-Create a classroom blog. Seriously. If you didn’t read my last posts on creating a blog, stop what you’re doing now and go create one! If you’re like me, you can easily forget from year to year how you executed that unit and daily lesson plans… enter your classroom blog. Your blog will become the most accurate record of what happens on a day by day basis, has links to all of your assignments that have already been updated, and allows you to copy-paste from year to year exponentially minimizing your work load over time.
-Plan ahead to give your TAs or parent volunteers tasks that are a waste of your time. All those little things you leave for the last minute; counting out copies, returning work, recording grades, cutting any number of paper slips, delivering notices on campus, grading small assignments, you name it. Make the most of your TAs to free up time for the things that you need to do. If I don’t plan ahead, in the moment I’m faster and they’ll end up taking me more time instead of less. I often make grading rubrics for assignments my TAs can grade with a little guidance. Create the rubrics in a folder on google drive so the next time you can print and have them grade.
-Set mini grading goals and challenges. As an English teacher, I set mini-essay grading goals. For example, grade 10 essays a day. Usually, the daunting feat of grading hundreds of essays prevents you from starting and once you do the daunting pile instigates grading procrastination. Instead, set a goal to grade 10 essays a day. It’s a task that doesn’t seem overwhelming and you’ll have the brain capacity to blow through 10 essays before burn out, making the most of your time. Similarly, make grading challenges for yourself. For example, how many essays can I grade before class starts after my prep in 15 minutes… read, go! You’ll be amazed.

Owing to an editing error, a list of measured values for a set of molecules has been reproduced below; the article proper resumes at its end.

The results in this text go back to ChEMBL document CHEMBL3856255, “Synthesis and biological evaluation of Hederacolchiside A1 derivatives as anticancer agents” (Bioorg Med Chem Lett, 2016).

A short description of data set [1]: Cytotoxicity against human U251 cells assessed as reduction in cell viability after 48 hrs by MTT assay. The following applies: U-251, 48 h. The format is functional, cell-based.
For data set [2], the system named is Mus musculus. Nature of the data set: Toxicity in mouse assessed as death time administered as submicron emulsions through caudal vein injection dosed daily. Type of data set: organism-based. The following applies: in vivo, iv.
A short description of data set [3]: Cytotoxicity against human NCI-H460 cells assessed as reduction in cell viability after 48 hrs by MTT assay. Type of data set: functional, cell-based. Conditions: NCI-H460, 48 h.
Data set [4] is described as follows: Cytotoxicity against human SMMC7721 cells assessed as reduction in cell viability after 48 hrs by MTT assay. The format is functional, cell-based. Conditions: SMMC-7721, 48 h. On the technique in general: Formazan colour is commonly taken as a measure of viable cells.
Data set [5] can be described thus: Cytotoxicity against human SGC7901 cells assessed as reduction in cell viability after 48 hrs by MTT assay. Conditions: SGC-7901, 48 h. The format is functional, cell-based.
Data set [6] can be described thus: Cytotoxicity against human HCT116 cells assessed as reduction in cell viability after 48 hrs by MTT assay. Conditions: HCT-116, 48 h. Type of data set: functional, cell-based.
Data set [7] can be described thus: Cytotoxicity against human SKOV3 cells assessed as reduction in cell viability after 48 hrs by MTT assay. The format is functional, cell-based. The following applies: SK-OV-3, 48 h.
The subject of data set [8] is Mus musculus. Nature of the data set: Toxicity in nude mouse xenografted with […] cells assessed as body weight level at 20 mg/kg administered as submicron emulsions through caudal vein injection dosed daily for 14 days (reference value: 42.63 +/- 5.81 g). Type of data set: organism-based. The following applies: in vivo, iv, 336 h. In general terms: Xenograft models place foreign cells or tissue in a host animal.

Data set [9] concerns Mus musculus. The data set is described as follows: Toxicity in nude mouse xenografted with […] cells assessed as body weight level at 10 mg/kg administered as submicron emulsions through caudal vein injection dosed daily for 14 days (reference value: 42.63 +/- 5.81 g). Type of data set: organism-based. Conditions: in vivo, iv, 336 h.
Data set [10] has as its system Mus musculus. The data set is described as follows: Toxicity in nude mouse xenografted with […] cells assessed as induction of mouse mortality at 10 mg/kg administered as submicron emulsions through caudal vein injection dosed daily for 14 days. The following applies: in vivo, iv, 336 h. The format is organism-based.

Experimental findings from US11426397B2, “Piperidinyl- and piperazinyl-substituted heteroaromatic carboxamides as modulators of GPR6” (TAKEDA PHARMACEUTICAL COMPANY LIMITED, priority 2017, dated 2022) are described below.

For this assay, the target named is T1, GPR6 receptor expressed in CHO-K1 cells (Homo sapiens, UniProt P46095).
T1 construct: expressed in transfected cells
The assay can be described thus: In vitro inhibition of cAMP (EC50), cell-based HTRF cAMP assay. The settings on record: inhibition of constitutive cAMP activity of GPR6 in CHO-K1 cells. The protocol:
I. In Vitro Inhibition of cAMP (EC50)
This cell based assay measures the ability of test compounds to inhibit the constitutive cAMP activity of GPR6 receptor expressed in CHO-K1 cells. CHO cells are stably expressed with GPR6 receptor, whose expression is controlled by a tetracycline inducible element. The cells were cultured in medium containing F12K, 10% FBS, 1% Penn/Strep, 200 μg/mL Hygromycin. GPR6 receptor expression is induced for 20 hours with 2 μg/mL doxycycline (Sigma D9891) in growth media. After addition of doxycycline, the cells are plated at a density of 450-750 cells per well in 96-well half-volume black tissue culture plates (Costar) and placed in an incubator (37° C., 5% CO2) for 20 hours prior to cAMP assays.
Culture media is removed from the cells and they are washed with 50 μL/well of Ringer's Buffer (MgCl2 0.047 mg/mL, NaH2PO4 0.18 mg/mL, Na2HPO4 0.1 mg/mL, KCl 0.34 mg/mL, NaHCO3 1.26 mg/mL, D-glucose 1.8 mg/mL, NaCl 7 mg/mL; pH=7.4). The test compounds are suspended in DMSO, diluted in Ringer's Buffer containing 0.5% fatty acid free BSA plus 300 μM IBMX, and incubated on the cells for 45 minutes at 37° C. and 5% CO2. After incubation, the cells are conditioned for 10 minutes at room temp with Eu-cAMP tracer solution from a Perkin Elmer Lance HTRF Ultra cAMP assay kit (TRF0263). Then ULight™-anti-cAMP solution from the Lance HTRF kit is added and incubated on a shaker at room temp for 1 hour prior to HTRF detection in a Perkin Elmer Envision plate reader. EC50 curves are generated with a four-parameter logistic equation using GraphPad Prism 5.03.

-Make a promise to yourself to leave work at a certain time every day. No exceptions. There’s only so much you can do in a day. Our job is never done but it’s done enough. Set a realistic time to leave work each day. If you have littles at home, perhaps give yourself some time to whatever you need to get done before picking them up, rather than trying to multitask at home. If that doesn’t work, try to reserve that time after they’ve gone to bed so you can enjoy your time with them while they’re awake.
-Don’t bring work home. Gasp! Blasphemous! I’ve tried a new strategy this year and it’s been awesome. I almost always take work home and then it stares at me… it just keeps staring. It ruins my night, haunting me. I’m tired, so I take forever to do it. Or I never do it and I feel guilty. So just don’t do it. Here’s the secret… if you don’t bring work home, you have to do it at school. Which means you have to be insanely productive at school. Granted, I have to break this rule and bring work home to grade large projects, essays, etc but not nearly like I used to.
-If possible, get to school early. I’ve found that I’m fresh and much more productive in the morning to tackle a bit of grading before the day has begun. Also, there are fewer people on campus in the morning to distract you and talk to you. So get there early and power stuff out.
My last and final tip… do whatever works for you. If this sounds like a bunch of hogwash to you… well then it’ll never work for you. But I do encourage you to take some time and figure out what does. If you have some awesome strategies to teaching smarter rather than harder please share them in the comments below. I’m always looking for new tools to fill up my arsenal! Go get ’em teach and start celebrating life!